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Day In The Life of an Alarm Receiving Centre (ARC)

Day In The Life of an Alarm Receiving Centre (ARC)

Alarm receiving centres (ARCs) are one of the most effective ways of protecting your commercial premises against the joint threats of fire and potential intruders. 

That’s because they generally operate 24 hours a day, 365 days a year and can keep an eye on your premises even when you’re closed for business. They also have a far better chance of getting help from the emergency services when it’s needed. 

But how do ARCs actually work? This article will examine the daily activities at an alarm receiving centre to discover why they’re such an effective tool in the fights against fire and crime.

Day in the life of an alarm receiving centre

What is an alarm receiving centre?

The first thing to do when finding out what goes on at an ARC is to understand its general purpose and role. Basically, when you have a fire or intruder alarm system, or a CCTV security system, you can engage the services of an ARC to monitor it on a permanent and round-the-clock basis.

That means that if an alarm or alert is raised, someone at the ARC will pick it up, investigate it and advise the emergency services if it is discovered to be genuine. They can also identify false alarms, allowing them to prevent a potential waste of valuable resources on the part of the police or fire brigade.

What does an ARC do?

Each ARC is likely to service many different clients, possibly spread right across the country, which means that they need to be connected to each individual client’s alarm system(s). This is what the likely sequence of events will be when an ARC’s operatives are called into action:

  • An alarm is triggered at the premises of one of the ARC’s clients.
  • The ARC receives notification of the alert and an operative immediately investigates.
  • If the client’s premises are open and there are staff on site, the ARC operative will first attempt to contact the site to confirm whether the alarm is legitimate. This can not only prevent wasted time on the part of the emergency services, but also make sure the client is not adversely affected by closing down unnecessarily to deal with a non-existent emergency.
  • If the alarm is raised out of hours, the operative will first check any CCTV or audio data to try and verify if the alarm is genuine or not. If there are no indications that it might be a false alarm, then it’s time to raise the issue to the next level.

This is the point at which the skill and training of an ARC operative really kicks in, because they are dealing with a live situation and have to make an instant decision as to the best way to proceed. They generally have three main options:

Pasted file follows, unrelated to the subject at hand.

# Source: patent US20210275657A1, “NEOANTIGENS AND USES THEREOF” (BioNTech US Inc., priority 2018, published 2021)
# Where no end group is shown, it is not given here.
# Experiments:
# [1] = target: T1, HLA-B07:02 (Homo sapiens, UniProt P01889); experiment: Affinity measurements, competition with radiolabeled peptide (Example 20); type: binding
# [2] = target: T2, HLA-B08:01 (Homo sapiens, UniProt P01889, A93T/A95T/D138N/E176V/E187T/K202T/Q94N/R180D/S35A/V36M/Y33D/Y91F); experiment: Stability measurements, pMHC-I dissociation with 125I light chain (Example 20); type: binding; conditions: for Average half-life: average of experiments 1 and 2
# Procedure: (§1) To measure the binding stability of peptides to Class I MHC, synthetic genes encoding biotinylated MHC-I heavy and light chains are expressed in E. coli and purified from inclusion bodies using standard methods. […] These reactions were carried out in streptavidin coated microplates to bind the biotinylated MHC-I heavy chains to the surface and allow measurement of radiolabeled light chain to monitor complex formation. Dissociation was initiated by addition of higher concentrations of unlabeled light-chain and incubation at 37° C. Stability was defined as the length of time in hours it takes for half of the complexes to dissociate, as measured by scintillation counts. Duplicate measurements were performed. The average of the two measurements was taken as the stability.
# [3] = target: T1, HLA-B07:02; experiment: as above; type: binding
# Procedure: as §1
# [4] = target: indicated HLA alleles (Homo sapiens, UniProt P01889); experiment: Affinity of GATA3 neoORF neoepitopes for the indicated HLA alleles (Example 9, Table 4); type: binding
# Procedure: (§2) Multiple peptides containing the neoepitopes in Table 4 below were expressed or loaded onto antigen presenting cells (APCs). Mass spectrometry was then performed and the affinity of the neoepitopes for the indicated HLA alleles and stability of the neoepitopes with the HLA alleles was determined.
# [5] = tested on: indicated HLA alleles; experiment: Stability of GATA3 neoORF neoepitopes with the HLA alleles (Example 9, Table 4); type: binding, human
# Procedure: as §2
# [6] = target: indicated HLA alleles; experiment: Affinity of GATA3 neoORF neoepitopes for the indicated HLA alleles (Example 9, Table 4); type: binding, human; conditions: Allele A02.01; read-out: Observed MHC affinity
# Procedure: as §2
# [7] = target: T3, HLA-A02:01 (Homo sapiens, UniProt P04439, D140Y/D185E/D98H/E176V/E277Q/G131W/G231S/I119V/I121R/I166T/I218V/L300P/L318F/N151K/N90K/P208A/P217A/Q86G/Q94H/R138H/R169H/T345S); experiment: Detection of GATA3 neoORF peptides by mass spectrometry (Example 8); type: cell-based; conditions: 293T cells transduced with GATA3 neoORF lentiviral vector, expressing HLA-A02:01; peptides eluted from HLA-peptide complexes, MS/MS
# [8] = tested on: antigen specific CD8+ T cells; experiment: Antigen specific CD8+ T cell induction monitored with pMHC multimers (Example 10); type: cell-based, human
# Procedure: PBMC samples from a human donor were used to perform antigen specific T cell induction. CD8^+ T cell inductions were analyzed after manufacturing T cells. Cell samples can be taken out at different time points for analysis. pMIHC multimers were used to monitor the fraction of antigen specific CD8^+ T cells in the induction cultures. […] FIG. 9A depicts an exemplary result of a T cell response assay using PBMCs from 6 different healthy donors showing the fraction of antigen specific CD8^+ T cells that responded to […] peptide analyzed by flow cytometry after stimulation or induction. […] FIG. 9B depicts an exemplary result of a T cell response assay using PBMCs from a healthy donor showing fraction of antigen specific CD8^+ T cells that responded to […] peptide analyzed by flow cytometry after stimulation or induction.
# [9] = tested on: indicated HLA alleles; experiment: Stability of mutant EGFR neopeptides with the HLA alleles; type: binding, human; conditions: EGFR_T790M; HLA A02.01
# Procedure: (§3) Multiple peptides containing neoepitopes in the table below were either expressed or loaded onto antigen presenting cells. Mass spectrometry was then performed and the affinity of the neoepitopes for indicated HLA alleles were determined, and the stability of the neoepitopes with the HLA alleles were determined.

• If an intruder has been positively verified, it may be possible for the ARC operative to make a verbal challenge, advising the intruder that their presence has been detected and that the police will be alerted if they do not immediately leave.
  • If the immediate risk is assessed as being low, the operative might decide to contact the client’s nominated keyholder, so that they can attend their premises and make good any outstanding issues.
  • If there is an immediate and ongoing threat to the safety of the client’s premises and/or property, the operative will take the decision to alert the relevant emergency service, usually the police or fire brigade.

It’s worth remembering at this point that many standard alarms will not get an immediate response from the emergency services, even if reported by a member of the public – this is because of the high number of false alarms they have to manage with limited resources. However, when an alarm is raised by an ARC, the police or fire brigade will know that the alarm is more than likely genuine and will respond as soon as they are able.

It should be clear from the above that people working in an alarm receiving centre need a broad range of skills to do their job effectively, principally:

  • The ability to stay calm and make decisions under pressure
  • High levels of concentration to be able to deal with an emergency situation at any moment
  • Good communication skills to effectively transmit key information

Here at Scutum London, we offer reliable and effective alarm monitoring services for customers making use of our fire alarm and security system services. 

Get in touch with our team now to discover more about how an alarm monitoring service can help protect your business premises. We work with customers based in and around London, Surrey and the rest of the South East. 

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About Scutum London

Scutum London is a leading expert in fire safety and security solutions for businesses and organisations located across South East England, including London and Surrey.

From fire alarms, fire extinguishers and fire risk assessments to access control, CCTV and intruder alarm systems – and a lot more besides – we offer a comprehensive range of products and services designed to keep you, your business and your staff and visitors safe.

With decades of industry experience to call on, we’re proud to hold accreditations from leading trade associations and bodies such as British Approvals for Fire Equipment (BAFE), the British Fire Consortium, the Fire Industry Association (FIA) and Security Systems and Alarms Inspection Board (SSAIB).

If you’d like to find out more about Scutum London, get in touch with our friendly team or explore our products and services on our site.


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